Work Projects Administration


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Work Projects Administration

(WPA), former U.S. government agency, established in 1935 by executive order of President Franklin Delano Roosevelt as the Works Progress Administration; it was renamed the Work Projects Administration in 1939, when it was made part of the Federal Works Agency. Created when unemployment was widespread, the WPA—headed by Harry L. Hopkins until 1938—was designed to increase the purchasing power of persons on relief by employing them on useful projects. WPA's building program included the construction of 116,000 buildings, 78,000 bridges, and 651,000 mi (1,047,000 km) of road and the improvement of 800 airports. Also a part of WPA's diversified activities were the Federal Art Project, the Federal Writers' Project, and the Federal Theatre Project. Close to 10,000 drawings, paintings, and sculptured works were produced through WPA, and many public buildings (especially post offices) were decorated with murals. The experiments in theatrical productions were highly praised and introduced many fresh ideas. Musical performances under the project averaged 4,000 a month. The most notable product of writers in WPA was a valuable series of state and regional guidebooks. WPA also conducted an education program and supervised the activities of the National Youth AdministrationNational Youth Administration
(NYA), former U.S. government agency established in 1935 within the Works Progress Administration; it was transferred in 1939 to the Federal Security Agency and was placed in 1942 under the War Manpower Commission.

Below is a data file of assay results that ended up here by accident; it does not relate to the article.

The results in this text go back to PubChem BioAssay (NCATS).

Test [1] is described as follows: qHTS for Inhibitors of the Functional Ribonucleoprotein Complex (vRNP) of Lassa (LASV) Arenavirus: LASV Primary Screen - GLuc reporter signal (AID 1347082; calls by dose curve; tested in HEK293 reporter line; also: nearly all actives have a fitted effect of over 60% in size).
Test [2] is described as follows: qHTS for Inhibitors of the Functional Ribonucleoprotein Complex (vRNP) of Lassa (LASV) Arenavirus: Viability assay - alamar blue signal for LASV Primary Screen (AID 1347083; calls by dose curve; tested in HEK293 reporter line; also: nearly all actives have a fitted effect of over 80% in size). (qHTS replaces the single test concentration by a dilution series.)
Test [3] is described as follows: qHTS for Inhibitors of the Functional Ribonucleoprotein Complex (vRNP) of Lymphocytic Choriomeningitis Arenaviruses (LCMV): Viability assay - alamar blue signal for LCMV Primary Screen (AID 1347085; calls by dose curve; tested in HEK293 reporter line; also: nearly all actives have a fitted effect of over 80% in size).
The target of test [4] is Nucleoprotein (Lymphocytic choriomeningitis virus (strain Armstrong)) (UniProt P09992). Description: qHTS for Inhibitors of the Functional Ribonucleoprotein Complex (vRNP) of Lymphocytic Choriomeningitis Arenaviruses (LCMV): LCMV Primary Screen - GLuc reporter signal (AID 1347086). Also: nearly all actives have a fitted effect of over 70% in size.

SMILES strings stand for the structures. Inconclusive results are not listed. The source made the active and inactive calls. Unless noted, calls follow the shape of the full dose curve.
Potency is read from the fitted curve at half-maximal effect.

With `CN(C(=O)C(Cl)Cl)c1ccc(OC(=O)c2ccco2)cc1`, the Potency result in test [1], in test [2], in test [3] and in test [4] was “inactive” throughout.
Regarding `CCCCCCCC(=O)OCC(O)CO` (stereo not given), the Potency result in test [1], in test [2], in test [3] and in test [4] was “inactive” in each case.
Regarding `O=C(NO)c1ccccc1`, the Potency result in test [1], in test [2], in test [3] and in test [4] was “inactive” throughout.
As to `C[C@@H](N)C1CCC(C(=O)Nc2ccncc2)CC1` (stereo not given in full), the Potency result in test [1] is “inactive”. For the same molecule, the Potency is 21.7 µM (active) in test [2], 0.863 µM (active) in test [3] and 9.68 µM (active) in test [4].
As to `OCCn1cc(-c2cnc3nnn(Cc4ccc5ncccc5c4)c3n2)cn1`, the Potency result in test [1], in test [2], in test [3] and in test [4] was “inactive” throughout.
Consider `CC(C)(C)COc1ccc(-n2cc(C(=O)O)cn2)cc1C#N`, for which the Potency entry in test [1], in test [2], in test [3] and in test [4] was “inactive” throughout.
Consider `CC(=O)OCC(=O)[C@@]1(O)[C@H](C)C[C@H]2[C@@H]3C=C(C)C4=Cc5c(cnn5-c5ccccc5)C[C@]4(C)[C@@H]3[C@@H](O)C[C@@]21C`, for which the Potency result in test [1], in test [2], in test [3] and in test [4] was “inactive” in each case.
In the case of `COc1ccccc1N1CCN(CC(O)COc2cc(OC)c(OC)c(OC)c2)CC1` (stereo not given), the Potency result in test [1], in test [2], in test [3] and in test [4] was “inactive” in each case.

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. At its peak WPA had about 3.5 million persons on its payrolls. Altogether WPA employed a total of 8.5 million persons, and total federal appropriations for the program amounted to almost $11 billion. There was sharp criticism of the WPA in a Senate committee report in 1939; the same year the WPA appropriation was cut, several projects were abolished, and others were curtailed. A strike of thousands of WPA workers to prevent a cut in wages on building projects was unsuccessful. Steadily increasing employment in the private sector, much speeded just before and during World War II, caused further drastic cuts in WPA appropriations and payrolls. In June, 1943, the agency officially went out of existence.

Bibliography

See D. S. Howard, WPA and Federal Relief Policy (1943).

References in periodicals archive ?
Moore, Work Projects Administration, 12 September 1939, Helen Chandler Ryan Collection, MSS 721, box 1, folder 5.
She was an early beneficiary of the Work Projects Administration, which provided needy artists with canvases and allowed them to paint at home.
Not only did he have the writing projects, but also he tried - largely successfully - to keep a full-time job as either a teacher or a librarian, with interim work on the Illinois Writers' Project, a Work Projects Administration initiative to employ writers during the Depression years.
The Work Projects Administration brought in thousands of people and built our park.
Bell and constructed as part of the Work Projects Administration of President Franklin Roosevelt in the 1930s, was voted Los Angeles County course of the year three times in the 1990s.